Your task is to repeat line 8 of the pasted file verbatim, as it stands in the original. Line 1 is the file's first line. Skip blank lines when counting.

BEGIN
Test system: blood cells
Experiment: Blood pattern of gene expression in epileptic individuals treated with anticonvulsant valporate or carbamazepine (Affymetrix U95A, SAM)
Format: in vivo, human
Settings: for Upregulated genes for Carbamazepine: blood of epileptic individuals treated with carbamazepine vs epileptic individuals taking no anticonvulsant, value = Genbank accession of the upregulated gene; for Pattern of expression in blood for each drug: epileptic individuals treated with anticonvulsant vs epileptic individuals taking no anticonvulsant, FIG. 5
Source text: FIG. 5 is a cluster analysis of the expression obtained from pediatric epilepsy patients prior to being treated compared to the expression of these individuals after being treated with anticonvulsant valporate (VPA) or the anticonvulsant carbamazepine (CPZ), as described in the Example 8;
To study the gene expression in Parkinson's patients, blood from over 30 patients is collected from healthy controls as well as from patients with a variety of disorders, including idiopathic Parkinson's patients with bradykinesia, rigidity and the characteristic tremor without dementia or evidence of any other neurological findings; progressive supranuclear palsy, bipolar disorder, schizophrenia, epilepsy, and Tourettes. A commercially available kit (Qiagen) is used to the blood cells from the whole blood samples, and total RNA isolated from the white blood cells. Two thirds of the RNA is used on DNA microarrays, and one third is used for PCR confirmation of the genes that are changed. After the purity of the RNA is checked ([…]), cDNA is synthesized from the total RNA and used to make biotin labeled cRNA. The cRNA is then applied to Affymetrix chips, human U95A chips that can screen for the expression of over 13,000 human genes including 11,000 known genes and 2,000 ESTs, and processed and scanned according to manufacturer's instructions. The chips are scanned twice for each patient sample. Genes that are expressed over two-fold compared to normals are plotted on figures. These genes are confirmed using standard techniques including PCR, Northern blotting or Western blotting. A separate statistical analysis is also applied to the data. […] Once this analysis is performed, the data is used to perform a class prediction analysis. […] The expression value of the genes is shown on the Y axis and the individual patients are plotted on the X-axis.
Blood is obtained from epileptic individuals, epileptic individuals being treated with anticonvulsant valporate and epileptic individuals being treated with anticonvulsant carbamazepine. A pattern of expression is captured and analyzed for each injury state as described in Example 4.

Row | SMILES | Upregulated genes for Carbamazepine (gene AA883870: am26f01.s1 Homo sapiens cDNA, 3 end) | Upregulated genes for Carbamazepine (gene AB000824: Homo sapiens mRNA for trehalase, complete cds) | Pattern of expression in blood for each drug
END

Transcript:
Row | SMILES | Upregulated genes for Carbamazepine (gene AA883870: am26f01.s1 Homo sapiens cDNA, 3 end) | Upregulated genes for Carbamazepine (gene AB000824: Homo sapiens mRNA for trehalase, complete cds) | Pattern of expression in blood for each drug